Legislature Reckoning With Growth Of Natural Gas Industry

From Potter County Today

rosspiferAn expert on law and public policy spotlighted how the Pennsylvania General Assembly has been trying to adjust state laws to keep up with the rapidly growing Marcellus Shale natural gas industry.

Ross Pifer (left), director of the Agricultural Law Resource and Reference Center at Penn State, detailed a busy 2010 and forecasted several issues that will come before the legislature this year. Mary Anne Heston, a member of the Potter County Natural Gas Task Force Public Education Committee, attended Pifer’s webinar and reported these details:

Enacted in the 2009-2010 Session

  • Marcellus Shale Reporting Requirements (SB 297): Production data for Marcellus wells must be reported semi-annually on Aug. 15 and Feb. 15. DEP must publish these reports on its website.
  • Clean and Green Amendment (SB 298):  The bill stipulates that rollback taxes assessed on land previously enrolled in the Clean and Green program be imposed only on the land developed for gas activity and only after the receipt by the county assessor of the “restoration report” required of the gas company following its drilling operations.  Lands excluded from the rollback tax would be those developed for pipelines, those for which the surface owner does not own the mineral rights, and those developed for pipeline storage yards.  One problem anticipated is the delay in restoring land upon which multiple wells may be drilled or upon which wells may be drilled into the Utica Shale. The tax may not be imposed until the final restoration report is filed.
  • Coal Bed Methane Review Board established (HB 1847): This bill, though not directly addressing gas development, may have implications for “split estate” issues.  The bill establishes the procedure for consideration of objections to coal bed development plans from surface owners without mineral rights.  It establishes a three-member board appointed by the governor to resolve objections.  Cases that are not successfully resolved are referred to a court.
  • Severance Tax (SB 1042):  To resolve the annual budget bill, both the Senate and House agreed to pass a severance tax by Oct. 1, 2010, that would take effect  on Jan. 1, 2011.  However, the tax was not enacted.  Unresolved issues included whether or not such a tax should be imposed, what the rate of the tax would be, whether the volume or value of gas would be taxed, how resulting revenue would be distributed, and what wells would be exempted.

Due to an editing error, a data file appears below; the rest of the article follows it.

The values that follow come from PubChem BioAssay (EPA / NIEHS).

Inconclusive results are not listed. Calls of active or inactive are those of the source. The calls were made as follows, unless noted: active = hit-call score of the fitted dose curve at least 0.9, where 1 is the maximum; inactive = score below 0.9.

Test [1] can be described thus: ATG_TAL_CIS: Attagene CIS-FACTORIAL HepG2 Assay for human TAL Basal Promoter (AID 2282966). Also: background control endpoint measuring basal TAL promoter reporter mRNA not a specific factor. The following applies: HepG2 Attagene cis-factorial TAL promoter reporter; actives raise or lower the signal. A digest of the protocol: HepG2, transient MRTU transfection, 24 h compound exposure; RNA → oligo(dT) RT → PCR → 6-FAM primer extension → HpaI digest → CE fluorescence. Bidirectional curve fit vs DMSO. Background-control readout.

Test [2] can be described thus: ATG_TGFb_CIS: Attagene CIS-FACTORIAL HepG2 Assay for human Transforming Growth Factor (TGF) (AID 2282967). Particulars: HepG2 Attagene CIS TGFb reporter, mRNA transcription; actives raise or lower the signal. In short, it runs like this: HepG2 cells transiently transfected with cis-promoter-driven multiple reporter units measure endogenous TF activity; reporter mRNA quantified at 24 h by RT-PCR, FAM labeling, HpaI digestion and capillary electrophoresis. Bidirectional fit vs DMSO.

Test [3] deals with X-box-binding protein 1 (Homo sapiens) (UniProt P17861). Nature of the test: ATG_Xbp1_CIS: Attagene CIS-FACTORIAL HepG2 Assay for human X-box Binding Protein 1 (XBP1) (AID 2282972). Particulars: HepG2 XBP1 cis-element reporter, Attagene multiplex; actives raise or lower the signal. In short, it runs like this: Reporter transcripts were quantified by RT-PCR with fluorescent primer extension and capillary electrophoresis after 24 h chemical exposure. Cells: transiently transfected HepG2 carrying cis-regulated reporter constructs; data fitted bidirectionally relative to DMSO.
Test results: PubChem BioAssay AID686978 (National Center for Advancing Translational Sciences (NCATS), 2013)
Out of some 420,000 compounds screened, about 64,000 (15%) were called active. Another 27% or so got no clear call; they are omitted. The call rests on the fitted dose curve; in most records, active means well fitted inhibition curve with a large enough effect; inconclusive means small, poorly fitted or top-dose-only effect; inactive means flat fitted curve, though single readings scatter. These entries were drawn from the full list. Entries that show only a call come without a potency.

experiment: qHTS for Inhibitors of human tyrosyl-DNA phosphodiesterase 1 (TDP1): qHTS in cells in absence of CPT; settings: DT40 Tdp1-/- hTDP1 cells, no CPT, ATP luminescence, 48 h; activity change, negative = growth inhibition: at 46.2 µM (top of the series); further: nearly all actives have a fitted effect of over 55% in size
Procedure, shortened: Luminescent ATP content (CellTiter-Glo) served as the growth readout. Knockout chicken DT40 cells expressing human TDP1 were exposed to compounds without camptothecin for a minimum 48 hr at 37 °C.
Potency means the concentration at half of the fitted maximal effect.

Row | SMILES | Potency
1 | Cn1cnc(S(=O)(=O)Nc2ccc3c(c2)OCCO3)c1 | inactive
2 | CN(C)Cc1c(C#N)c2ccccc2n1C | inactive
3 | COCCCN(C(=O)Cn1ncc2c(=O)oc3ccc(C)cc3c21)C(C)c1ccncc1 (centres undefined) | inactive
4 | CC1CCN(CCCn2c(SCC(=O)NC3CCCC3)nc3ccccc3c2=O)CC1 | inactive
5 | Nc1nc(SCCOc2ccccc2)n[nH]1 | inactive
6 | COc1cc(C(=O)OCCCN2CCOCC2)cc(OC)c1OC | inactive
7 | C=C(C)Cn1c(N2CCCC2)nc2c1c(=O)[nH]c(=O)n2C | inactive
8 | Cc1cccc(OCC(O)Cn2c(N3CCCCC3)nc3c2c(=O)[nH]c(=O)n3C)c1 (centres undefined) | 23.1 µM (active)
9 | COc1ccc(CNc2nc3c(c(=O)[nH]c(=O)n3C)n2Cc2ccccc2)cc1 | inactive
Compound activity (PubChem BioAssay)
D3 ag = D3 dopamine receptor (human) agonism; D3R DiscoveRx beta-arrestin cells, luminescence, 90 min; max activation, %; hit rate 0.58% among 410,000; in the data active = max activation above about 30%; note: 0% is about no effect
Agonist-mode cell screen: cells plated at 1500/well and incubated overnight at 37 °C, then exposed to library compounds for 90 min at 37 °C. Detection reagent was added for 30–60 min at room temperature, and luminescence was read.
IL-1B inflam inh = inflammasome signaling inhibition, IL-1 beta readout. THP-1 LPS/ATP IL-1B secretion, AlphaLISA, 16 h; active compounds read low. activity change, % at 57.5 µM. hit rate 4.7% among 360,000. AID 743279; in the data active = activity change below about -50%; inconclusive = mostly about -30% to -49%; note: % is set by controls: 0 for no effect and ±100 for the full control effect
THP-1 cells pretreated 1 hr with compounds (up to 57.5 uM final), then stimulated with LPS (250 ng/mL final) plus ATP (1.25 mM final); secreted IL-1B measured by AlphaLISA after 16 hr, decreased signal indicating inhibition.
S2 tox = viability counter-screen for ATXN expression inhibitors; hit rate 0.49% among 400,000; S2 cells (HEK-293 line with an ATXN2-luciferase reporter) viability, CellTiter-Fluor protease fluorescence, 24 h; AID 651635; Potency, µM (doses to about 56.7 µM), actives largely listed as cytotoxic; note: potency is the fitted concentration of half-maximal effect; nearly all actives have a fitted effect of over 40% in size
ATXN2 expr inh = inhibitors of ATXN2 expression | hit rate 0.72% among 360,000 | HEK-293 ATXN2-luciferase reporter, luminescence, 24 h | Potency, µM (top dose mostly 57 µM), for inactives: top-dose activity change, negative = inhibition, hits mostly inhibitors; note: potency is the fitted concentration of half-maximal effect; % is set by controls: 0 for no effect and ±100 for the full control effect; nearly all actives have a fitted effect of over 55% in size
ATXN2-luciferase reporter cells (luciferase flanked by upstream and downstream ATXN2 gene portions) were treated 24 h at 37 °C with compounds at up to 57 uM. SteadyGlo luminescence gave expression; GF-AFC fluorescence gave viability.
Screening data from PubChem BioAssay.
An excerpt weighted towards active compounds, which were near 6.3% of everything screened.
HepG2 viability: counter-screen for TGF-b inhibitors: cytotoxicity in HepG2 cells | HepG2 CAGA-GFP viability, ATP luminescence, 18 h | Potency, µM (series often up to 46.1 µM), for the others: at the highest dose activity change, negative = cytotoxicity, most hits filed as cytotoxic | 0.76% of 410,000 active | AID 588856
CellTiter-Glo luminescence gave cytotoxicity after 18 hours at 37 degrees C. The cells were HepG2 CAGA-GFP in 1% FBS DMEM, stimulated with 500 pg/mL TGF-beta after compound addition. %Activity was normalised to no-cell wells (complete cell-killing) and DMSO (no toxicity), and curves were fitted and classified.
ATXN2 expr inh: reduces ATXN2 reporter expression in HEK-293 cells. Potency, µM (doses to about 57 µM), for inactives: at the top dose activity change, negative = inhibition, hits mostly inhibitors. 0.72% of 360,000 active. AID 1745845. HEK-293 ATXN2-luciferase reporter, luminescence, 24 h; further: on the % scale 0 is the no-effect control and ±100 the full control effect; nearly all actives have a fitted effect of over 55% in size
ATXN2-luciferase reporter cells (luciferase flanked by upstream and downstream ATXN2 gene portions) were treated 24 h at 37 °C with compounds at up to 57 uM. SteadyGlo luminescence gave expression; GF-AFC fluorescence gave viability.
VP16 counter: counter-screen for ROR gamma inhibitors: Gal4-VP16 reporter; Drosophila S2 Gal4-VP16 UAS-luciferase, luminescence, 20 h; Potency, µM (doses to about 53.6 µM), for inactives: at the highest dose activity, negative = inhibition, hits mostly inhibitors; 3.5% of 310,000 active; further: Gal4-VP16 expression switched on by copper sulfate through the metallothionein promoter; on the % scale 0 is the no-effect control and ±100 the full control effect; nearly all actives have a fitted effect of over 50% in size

Other legislation considered but not passed in 2009-2010:

  • Surface Owner Protection Act (HB 1155), which would have provided surface owners who do not own the mineral rights to their land the right to negotiate surface use and compensation.
  • Amendment of Dormant Oil and Gas Act (HB 2266), which would have amended the act of 2006, providing for mineral estate abandonment and for preservation of interests in oil and gas.
  • Water Supply Protection, which would change the current presumption of a drilling company’s  responsibility under the Oil and Gas Act from within 1,000 feet and six months of drilling to within 2,000 feet and 24 months of drilling.

Legislative issues for the 2011-2012 session:

  • Tax on gas, but probably not a severance tax, which Governor Tom Corbett opposed in his campaign.  Local impact fees have been discussed.
  • Expanded protection for water supplies and surface owners.
  • Modernization of the Pennsylvania Oil and Gas Act.
  • Fair (or forced) pooling.  Pooling may be the best way to ensure that the least number of wells are drilled to effectively extract the gas.  However, real issues remain, such as how to fairly compensate landowners, how to honor the rights of private ownership, and how to assess the impact on the lease market.

Ross Pifer referred participants to other resources, which can be accessed at www.law.psu.edu/aglaw

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